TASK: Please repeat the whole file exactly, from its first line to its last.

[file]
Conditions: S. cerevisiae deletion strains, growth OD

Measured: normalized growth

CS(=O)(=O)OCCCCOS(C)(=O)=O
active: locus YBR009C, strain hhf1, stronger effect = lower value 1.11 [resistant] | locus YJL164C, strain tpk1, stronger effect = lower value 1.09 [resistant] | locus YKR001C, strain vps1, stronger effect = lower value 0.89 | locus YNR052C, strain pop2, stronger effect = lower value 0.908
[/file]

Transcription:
Conditions: S. cerevisiae deletion strains, growth OD

Measured: normalized growth

CS(=O)(=O)OCCCCOS(C)(=O)=O
active: locus YBR009C, strain hhf1, stronger effect = lower value 1.11 [resistant] | locus YJL164C, strain tpk1, stronger effect = lower value 1.09 [resistant] | locus YKR001C, strain vps1, stronger effect = lower value 0.89 | locus YNR052C, strain pop2, stronger effect = lower value 0.908